Cisco’s warning: 40% of companies will be dead in a decade.
I recently read an article recounting Cisco’s (the American multinational technology company) recent conference. At this event their outgoing CEO of 20 years, John Chambers, delivered the following prediction: more than one-third of businesses today will not survive the next 10 years.
That means a large portion of people reading this post belong to companies that may not exist in a decade.
Adapt or die was Chambers message, and in order to avoid extinction companies must fully embrace digital. But unfortunately, the majority will ignore the warning, and most of the others will fail trying – according to Cisco, 70% of companies will “attempt” to go digital but only 30% will succeed.
And they talk from experience. Cisco was forced to adapt firsthand, letting 24 of their 92 leaders go, and changing 41% of their client-interfacing executives – “We had to change or we would have been left behind” Chambers admitted.
The prediction is a wake-up call to anyone that thinks they can survive the years to come operating with the same business model as yesterday. Complacency has no place in the world of business and companies must begin to worry about the competitors of the future, not of the past. These new competitors will be built on the foundations of technology that meets the needs of customers in a better, quicker way.
Embracing technology cannot be something put off until tomorrow, we know how it ends and it will soon act as a conscious decision to become an unsustainable businesses. Technology cannot be treated with caution and associated with anxiety. It must be welcomed and encouraged, in order for a company to remain relevant and profitable.
“Either we disrupt or we get disrupted,” Chamber warns, and it is the property industry that has been dubbed the top business opportunity of 2015 for disruptive startups. This means traditional estate agency has a battle on its hands. Only last month Purplebricks – the 24/7 online estate agency with £11 million investment – was named as the number one company of ‘brightest businesses set to scale’.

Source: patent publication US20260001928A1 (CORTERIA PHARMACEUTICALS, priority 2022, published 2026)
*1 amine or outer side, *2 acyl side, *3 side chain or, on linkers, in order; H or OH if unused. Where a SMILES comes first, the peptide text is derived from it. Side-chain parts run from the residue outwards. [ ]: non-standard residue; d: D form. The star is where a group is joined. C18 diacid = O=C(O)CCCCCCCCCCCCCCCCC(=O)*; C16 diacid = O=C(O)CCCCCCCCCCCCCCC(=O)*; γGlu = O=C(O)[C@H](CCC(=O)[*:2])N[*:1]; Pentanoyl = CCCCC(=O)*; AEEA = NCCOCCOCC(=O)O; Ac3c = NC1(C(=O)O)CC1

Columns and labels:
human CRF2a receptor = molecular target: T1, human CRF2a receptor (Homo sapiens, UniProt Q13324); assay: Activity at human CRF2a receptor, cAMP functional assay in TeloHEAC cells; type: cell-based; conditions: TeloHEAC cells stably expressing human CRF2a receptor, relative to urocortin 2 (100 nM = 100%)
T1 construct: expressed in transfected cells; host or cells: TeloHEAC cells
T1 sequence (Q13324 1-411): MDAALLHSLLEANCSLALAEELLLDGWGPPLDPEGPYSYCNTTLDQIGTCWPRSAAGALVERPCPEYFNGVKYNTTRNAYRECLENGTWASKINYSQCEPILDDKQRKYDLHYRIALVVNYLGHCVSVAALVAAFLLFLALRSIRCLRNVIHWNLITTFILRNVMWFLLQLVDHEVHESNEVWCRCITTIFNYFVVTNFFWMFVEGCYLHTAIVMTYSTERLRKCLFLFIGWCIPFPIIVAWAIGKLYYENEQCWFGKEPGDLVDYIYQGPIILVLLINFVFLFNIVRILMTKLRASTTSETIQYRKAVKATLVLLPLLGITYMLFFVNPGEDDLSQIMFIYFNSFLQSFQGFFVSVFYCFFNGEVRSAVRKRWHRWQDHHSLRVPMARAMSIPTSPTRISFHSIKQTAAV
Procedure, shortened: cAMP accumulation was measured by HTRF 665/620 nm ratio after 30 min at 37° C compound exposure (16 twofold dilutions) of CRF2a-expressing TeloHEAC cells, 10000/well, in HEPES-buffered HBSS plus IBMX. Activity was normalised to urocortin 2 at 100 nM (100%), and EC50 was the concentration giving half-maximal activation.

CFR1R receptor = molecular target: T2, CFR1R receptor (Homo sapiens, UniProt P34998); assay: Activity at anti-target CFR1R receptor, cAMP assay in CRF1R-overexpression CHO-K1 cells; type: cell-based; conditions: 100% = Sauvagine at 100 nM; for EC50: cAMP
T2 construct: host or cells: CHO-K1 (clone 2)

Online agencies are driven by consumer demands, they are not an idea conjured up by a man on the street. They meet a need. The argument is that they miss something incredibly valuable that only experienced estate agents can offer: local expertise, the security provided by face-to-face interaction, impeccable customer service. The argument is they lack the human interaction that builds consumer trust.
The human element of estate agency is something technology cannot replace (yet), but there is a huge amount of money being poured into startups who are trying to bypass agents where possible. Agents do have considerable value in the industry, but without staying relevant to the modern day consumer they run the risk of not getting the opportunity to prove their worth.
Relationship-building is the foundation of social media. Social networks are not sales channels, they are not platforms to share listings. When used correctly, they are a place to showcase your expertise and discover new ways to build stronger relationships with current and future clients.
Your social profiles should be a beacon of your knowledge, local expertise, and years of experience. They should show why instructing you is a far superior option to going it alone, and consumers should be able to engage with you in a way that 21st century homemovers crave – there and then.
Social media must be taken seriously as a way to build your brand and your business. Smarter technology must be provided to help agents effectively harness digital, in order to stay ahead of the curve and far away from the 40% of companies predicted to perish.
I run a technology company called Propertyflock and we develop digital tools that help property professionals streamline and scale their online marketing. To find out how you can generate more enquiries through social media, visit www.propertyflock.co.uk to try our software for free.